New eco coworking centre breaks ground in Oxfordshire

Construction has begun on a new zero carbon business centre at the Elmsbrook development in Bicester, Oxfordshire. PERCH, Elmsbrook is one of two new coworking spaces brought to Bicester by Cherwell District Council (CDC) and is subject to support from European Regional Development Funding. The 1,400 sqm building will span three floors and accommodate up to 125 people. The council claims it will be unique in ‘providing local office space for individuals and small businesses in a highly sustainable building, meeting the standards of the North West Bicester Eco Town’ scheme.

Architect practice Architype who designed the building said: “In synergy with the pioneering Eco Town’s master-plan, the business centre will be exemplar in sustainable architecture and construction and has been designed to achieve a BREEAM Excellent rating.”

Cllr Pratt, Cherwell’s lead member for Estates and the Economy said: “Cherwell is fully committed to investing in new projects that have a strong social, economic and environmental impact. This building has been carefully designed to maximise natural resources, provide a healthy environment, and to be as energy efficient as possible.”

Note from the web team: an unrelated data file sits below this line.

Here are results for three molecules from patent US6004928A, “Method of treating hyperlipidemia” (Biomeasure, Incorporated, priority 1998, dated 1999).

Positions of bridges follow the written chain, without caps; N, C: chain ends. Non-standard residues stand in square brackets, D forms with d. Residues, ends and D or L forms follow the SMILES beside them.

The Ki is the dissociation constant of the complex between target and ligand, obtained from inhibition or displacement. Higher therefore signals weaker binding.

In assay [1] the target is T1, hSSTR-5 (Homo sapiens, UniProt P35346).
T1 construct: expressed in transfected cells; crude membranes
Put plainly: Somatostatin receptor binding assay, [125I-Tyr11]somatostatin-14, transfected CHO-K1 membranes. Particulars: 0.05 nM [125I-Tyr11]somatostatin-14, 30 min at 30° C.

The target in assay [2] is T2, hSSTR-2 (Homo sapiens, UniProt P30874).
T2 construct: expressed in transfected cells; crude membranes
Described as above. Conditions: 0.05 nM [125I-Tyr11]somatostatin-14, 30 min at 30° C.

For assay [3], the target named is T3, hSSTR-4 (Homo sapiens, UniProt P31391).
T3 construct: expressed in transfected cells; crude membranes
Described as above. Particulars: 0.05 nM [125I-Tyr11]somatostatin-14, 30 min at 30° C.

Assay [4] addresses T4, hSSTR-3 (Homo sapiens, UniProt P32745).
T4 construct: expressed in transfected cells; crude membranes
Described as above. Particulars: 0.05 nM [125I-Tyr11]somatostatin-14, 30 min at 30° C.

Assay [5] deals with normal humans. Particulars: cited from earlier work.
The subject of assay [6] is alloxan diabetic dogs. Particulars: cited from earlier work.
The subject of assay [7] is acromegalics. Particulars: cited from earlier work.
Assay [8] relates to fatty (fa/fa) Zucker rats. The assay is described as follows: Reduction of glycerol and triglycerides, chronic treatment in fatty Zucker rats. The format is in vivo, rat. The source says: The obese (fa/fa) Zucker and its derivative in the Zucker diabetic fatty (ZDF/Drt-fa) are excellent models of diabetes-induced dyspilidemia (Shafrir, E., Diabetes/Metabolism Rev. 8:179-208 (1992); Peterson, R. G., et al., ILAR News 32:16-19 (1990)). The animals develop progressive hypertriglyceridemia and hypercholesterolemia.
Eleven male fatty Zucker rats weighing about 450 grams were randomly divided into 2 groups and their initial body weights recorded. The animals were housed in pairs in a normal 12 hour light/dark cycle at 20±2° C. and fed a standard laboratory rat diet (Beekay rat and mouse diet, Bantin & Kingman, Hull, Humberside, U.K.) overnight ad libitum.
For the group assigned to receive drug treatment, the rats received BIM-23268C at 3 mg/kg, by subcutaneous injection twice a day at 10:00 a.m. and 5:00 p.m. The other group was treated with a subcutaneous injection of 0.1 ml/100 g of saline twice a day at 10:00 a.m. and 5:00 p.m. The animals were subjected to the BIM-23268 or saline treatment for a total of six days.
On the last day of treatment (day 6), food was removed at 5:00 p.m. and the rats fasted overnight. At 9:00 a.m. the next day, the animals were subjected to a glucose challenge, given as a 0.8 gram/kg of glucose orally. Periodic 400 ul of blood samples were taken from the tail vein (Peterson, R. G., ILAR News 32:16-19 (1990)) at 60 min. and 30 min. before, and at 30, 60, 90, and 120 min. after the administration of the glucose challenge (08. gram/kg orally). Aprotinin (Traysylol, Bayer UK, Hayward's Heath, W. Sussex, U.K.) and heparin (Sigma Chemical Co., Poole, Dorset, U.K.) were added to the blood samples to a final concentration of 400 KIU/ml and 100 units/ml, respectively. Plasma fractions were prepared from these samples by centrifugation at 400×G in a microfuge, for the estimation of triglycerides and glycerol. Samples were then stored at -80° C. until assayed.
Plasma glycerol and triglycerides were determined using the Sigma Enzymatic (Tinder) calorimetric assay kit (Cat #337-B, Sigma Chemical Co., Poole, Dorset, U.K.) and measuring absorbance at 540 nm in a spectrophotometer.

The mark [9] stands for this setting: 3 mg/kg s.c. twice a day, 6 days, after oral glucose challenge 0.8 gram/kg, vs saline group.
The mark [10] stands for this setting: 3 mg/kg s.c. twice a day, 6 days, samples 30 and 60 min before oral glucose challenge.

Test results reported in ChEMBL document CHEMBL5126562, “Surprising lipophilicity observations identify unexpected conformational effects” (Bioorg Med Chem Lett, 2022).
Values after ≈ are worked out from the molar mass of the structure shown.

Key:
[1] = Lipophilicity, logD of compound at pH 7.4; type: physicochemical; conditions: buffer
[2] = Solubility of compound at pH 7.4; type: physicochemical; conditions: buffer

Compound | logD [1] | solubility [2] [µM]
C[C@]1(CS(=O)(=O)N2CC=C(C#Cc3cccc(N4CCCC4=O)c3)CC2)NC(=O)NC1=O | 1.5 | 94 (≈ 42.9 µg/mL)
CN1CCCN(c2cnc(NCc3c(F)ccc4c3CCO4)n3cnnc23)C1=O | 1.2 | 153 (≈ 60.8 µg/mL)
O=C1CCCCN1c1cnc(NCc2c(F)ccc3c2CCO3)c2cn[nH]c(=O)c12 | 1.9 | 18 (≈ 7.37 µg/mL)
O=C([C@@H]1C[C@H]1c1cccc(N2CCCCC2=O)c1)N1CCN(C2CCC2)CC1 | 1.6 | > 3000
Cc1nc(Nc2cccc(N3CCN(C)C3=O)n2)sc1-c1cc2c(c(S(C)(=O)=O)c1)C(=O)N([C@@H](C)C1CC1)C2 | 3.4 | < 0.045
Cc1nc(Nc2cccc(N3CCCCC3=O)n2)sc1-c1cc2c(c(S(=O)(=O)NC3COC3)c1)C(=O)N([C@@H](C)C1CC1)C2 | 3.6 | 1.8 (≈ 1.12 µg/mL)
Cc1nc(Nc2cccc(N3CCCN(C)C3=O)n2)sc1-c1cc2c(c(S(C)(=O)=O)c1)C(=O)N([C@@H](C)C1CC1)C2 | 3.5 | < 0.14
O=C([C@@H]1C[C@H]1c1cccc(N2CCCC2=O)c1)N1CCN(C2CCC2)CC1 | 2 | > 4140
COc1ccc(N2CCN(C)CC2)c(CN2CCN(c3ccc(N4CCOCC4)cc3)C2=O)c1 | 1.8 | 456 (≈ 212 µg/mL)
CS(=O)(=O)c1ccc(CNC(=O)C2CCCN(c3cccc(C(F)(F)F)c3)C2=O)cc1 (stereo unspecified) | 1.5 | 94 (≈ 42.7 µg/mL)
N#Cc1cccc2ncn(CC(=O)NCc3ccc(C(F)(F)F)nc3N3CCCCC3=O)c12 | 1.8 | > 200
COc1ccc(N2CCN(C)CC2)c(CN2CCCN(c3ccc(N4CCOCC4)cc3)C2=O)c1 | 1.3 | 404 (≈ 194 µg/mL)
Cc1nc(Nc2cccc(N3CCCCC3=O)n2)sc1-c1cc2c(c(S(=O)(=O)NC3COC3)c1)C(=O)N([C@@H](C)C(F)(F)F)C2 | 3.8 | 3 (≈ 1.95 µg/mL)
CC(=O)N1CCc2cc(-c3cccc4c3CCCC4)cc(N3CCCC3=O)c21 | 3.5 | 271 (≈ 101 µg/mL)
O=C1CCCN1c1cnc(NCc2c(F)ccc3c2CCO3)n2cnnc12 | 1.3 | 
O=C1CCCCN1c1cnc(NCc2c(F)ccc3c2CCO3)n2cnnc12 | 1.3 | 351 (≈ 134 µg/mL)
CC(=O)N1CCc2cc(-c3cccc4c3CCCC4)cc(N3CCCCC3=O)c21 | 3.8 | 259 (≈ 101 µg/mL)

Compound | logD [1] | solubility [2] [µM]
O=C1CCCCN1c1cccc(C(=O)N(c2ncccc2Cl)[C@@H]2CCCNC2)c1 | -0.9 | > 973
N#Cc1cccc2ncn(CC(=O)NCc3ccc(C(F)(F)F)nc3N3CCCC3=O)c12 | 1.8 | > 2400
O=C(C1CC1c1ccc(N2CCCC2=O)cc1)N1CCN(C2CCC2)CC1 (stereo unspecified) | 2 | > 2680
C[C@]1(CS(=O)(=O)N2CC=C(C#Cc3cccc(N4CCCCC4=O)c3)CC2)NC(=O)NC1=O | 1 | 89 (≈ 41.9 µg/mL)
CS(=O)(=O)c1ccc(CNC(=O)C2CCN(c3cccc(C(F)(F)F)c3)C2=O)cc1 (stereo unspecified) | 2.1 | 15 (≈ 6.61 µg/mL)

Not only will the building be stylish and considerate in design, but it also goes some way to providing space for new and growing businesses in the district. The co-working space will support people to reach their potential with free business support, and provide the opportunity to network with like minded workers.

PERCH, Elmsbrook sits in a very accessible area where people can travel to work in sustainable ways, either on foot, by bike or public transport, meaning the use of private cars would be reduced.
Ben Ramsay, Operations Director for KIER construction said: “Over the last year we have been working with Cherwell District Council and the team to bring this exciting, innovative facility to this point. Our focus is now to build and integrate the concept seamlessly into the new Bicester Eco Town. We will be engaging with the local community to ensure our construction activities are well communicated and that we create opportunities to contribute back into the area.”

The fabric first approach creates a building that is well insulated to reduce heat loss during the winter, and combining natural and mechanical ventilation maintains thermal comfort and high levels of fresh air throughout the year. Rooftop solar panels will also be installed, and the smart design will help minimise energy and water consumption, claims the council.